WASHINGTON/NEW YORK, July 19 (Reuters) - Budget talks between President Barack Obama and Republican lawmakers to raise the U.S. debt ceiling have entered crunch time with just two weeks to avoid a devastating U.S. default.
Here are some possible scenarios for how a debt limit deal might be passed by Congress before Aug. 2, when the Treasury Department says it will run out of ways to service government debt without an increase in the borrowing cap.
$4 TRILLION “GRAND BARGAIN” AGREED
Republicans have said they will refuse to back an increase of the $14.3 trillion debt ceiling without a corresponding plan to bring deficits under control.
Obama and John Boehner, the Republican House speaker, entered into secret negotiations last month to try to reach a $4 trillion, 10-year savings plan, which became known as the “grand bargain.”
As envisioned by the White House, the package would combine about $3 trillion in spending cuts with $1 trillion in revenue increases.
The increases would come from letting the Bush-era tax cuts for the wealthiest Americans expire in 2013, together with the closing of some tax loopholes.
The major credit rating agencies have warned that if a big enough deficit-reduction plan of about $4 trillion is not agreed on -- even if the debt limit is raised -- they could still downgrade America’s coveted triple-A rating.
More than just averting default, investors want to see Congress act quickly with a long-term solution to the nation’s debt problems.
“Obviously the devils are in the details but a plan that brings down the deficit by $4 trillion will probably be met positively by ratings agencies as well,” said Omer Esiner, chief market analyst at Commonwealth Foreign Exchange in Washington.
But Eric Cantor, Boehner’s deputy, appeared to nix the deal when he told Boehner rank-and-file conservatives in the House would never support a plan that includes revenue increases.
On Tuesday, a bipartisan group of senators known as the “Gang of Six” unexpectedly unveiled a deficit-reduction plan they had been working on for months.
The plan, which was welcomed by Obama and was positively received by markets, would see savings of $3.7 trillion over 10 years.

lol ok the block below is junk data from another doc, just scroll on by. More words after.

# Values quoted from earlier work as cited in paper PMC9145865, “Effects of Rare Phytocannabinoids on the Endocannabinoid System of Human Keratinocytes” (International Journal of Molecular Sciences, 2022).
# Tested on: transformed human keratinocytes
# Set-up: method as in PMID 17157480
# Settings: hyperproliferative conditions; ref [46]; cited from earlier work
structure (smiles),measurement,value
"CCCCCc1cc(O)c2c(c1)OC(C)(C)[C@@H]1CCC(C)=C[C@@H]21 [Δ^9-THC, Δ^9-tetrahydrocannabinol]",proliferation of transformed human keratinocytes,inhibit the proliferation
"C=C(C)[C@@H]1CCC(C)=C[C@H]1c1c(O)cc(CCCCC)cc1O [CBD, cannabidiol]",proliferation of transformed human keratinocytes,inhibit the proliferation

It would bring spending cuts of nearly $3 trillion through changes to entitlement programs such as Medicare and Social Security, as well as cuts in defense. Nearly $1 trillion in revenues would come in from closing tax loopholes.
Like the grand bargain, the plan will struggle to pass the House, where conservatives object to any revenue increases. But unlike the $4 trillion plan, it does not include tax increases -- just loophole closings, which might give it a slightly better chance of passage.
The plan likely would be big enough to avoid a ratings downgrade.
A medium-sized, $2.4 trillion plan also has been discussed by the two sides. It would be a dollar-for-dollar package that would equal the amount the debt limit is raised.
The Obama administration says the borrowing cap needs to be extended by $2.4 trillion to let the U.S. government meet its obligations through the 2012 elections.
On the table were roughly $1 trillion in cuts. Democrats wanted to include $400 billion in new revenue by ending a range of tax breaks.
Again, talks over this package fell apart because of opposition among House Republicans to the revenues element.
With the insistence of ratings agencies that only a deficit-reduction deal of $4 trillion will be enough to avert a downgrade, a medium-sized package might leave the United States’ triple-A rating in danger.
But it could stabilize investor sentiment. “If they just cut by $2 trillion, I think we’ll see some disappointment but the largest near-term threat to the market will still be coming from Europe,” Esiner said.
A backup plan first proposed by Mitch McConnell, the top Senate Republican, has begun to emerge as the most likely proposal that will allow the debt limit to be raised.
Through a complex back-and-forth between the White House and Congress, it would allow Obama to raise the debt limit by $2.4 trillion in three installments through November 2012.
Under the congressional procedure Republicans would not have to vote to raise the debt limit.
With Aug. 2 looming, support for this approach has been growing. Obama on Tuesday said it could be necessary.
But the plan currently only envisages $1.5 trillion in spending cuts, which ratings agencies warn will probably not be enough to avoid a downgrade.
On Tuesday Moody’s said the McConnell plan could still lead to a downgrade within a year because it would not bring long-term deficits under control.
A default likely would lead to market panic, a devastating spike in interest rates, lack of credit, a plunging U.S. dollar and another, potentially more severe, recession -- and a downgrade. Obama has called it “Armageddon.” (Additional reporting by Wanfeng Zhou; Editing by Bill Trott)